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Kentucky has joined the growing list of states offering legal sports betting. The state officially launched live retail betting Thursday morning, with online wagering coming on board later this month on Sept. 28.
The Bluegrass State becomes the 35th state to allow sports betting in some form, either at live betting locations, online, or both.
After several attempts by state legislators since 2020, a bill legalizing betting passed in the spring with Gov. Andy Beshear (D) signing the bill.
Betting in the state is regulated by the Kentucky Horse Racing Commission and the state made a fairly quick turnaround in going from passage to launch compared to some other states. Kentucky has a deep history in horse race wagering, but now residents can wager on other sports as well.
Unlike most states that set the legal betting age at age 21, Kentucky bettors can wager at the age of 18, which stays in line with the age to bet on horses. However, some operators, including FanDuel, BetMGM, and Caesars Sportsbook, have chosen to keep the age at 21 on their own platforms.
The addition of sports wagering matches most of the neighboring states that have also legalized the practice, including Illinois, Indiana, and Ohio. That will help keep Kentucky residents’ money in the state and increase tax revenue. Some have estimated that figure to range from $20 to $30 million annually.
Getting Betting Underway
Gov. Beshear reportedly made Kentucky’s first bet on Thursday morning at Churchill Downs, home to the Kentucky Derby since 1875.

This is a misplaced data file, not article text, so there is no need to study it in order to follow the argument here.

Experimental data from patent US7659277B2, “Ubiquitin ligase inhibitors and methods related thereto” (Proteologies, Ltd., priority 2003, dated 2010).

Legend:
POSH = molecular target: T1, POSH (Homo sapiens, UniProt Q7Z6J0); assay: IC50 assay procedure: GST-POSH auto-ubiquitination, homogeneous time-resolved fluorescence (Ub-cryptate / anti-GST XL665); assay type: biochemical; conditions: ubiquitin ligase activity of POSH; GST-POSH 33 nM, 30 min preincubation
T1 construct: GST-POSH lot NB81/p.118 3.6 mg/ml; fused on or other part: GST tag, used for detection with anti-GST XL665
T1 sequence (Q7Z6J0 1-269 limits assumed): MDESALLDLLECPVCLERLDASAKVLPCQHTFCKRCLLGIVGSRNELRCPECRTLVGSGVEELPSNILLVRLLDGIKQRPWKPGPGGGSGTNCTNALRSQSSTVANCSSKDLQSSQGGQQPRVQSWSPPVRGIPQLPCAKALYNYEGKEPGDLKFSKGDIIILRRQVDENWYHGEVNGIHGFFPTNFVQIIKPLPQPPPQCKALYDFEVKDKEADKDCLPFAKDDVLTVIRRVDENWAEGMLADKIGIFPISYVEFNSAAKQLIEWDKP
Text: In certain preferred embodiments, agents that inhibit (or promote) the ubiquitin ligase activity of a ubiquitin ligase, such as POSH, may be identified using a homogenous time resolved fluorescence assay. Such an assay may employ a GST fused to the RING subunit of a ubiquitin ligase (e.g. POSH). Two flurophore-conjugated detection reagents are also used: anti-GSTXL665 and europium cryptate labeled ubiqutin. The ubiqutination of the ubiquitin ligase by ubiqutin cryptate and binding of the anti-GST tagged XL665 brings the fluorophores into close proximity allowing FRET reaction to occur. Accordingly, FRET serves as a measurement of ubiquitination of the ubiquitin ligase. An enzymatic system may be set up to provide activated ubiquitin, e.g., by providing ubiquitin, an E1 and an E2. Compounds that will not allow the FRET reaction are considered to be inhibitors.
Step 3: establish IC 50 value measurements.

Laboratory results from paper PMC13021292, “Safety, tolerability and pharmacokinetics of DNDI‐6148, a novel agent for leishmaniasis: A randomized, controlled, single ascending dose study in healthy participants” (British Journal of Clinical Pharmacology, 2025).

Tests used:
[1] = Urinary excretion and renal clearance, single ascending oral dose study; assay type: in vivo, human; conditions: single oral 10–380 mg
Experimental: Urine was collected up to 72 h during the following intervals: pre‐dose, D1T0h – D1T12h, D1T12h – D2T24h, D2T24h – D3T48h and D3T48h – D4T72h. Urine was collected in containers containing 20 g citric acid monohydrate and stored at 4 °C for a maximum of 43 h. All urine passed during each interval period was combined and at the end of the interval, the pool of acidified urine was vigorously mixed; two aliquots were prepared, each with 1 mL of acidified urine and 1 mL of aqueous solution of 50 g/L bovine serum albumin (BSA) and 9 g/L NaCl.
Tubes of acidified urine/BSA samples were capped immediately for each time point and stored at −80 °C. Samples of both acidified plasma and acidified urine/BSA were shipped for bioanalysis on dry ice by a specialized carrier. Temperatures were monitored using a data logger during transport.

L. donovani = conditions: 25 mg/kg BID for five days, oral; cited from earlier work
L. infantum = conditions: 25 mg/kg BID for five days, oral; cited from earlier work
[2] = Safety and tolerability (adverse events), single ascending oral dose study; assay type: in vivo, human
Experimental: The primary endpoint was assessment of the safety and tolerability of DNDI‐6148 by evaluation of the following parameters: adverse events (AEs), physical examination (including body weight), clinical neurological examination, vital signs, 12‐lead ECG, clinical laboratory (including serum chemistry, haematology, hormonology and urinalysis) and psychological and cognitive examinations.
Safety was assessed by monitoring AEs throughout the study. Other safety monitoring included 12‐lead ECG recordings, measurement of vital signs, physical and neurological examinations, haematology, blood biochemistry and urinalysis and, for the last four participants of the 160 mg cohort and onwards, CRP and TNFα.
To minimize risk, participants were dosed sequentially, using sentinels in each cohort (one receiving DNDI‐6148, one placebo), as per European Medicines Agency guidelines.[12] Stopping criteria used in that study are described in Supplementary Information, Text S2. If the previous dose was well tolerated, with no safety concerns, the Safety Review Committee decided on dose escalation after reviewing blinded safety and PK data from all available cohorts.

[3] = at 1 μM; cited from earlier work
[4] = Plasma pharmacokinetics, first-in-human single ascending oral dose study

“We have a historic day ahead of us, Kentucky!” the governor noted on Twitter. “After years of hard work, sports betting is legal in the commonwealth – and I am proud to be placing the first bet at 10 a.m. EDT at Churchill Downs.”
The governor bet the over on the University of Kentucky and Louisville football wins, as well as the under on rival Duke’s total wins. The timing of the bet was later contested by State Senate Majority Floor Leader Damon Thayer®, who claimed on social media to have made the first bet 75 miles away at a Lexington racetrack.
So funny that not only is there dispute over who gets credit for legalizing sports betting, but it appears there’s now disagreement over who made the first legal bet – Dem Gov. Andy Beshear or Senate GOP Leader Damon Thayer pic.twitter.com/ks6xhM9Ln9
— Austin Horn (@_AustinHorn) September 7, 2023
Regardless of who placed the first bet, with the college and pro football seasons now getting underway, there should be considerable interest from sports fans in the state.
Kentucky is home to several gaming facilities and horse tracks. Some of those were set to begin offering betting on Thursday with more set to open in the coming weeks. Those ready to take bets include Churchill Downs, Derby City Gaming, Ellis Park, The Mint Gaming Hall Cumberland and Cumberland Run, Newport Racing & Gaming, Oak Grove Racing, The Red Mile, and Turfway Park Racing & Gaming.
Sports wagering across the country became legal in 2018 when the Supreme Court overturned the Professional and Amateur Sports Protection, a law that originally created a virtual ban on sports betting outside Nevada. The issue is now left to states to decide on, which has led to legalization efforts across the country.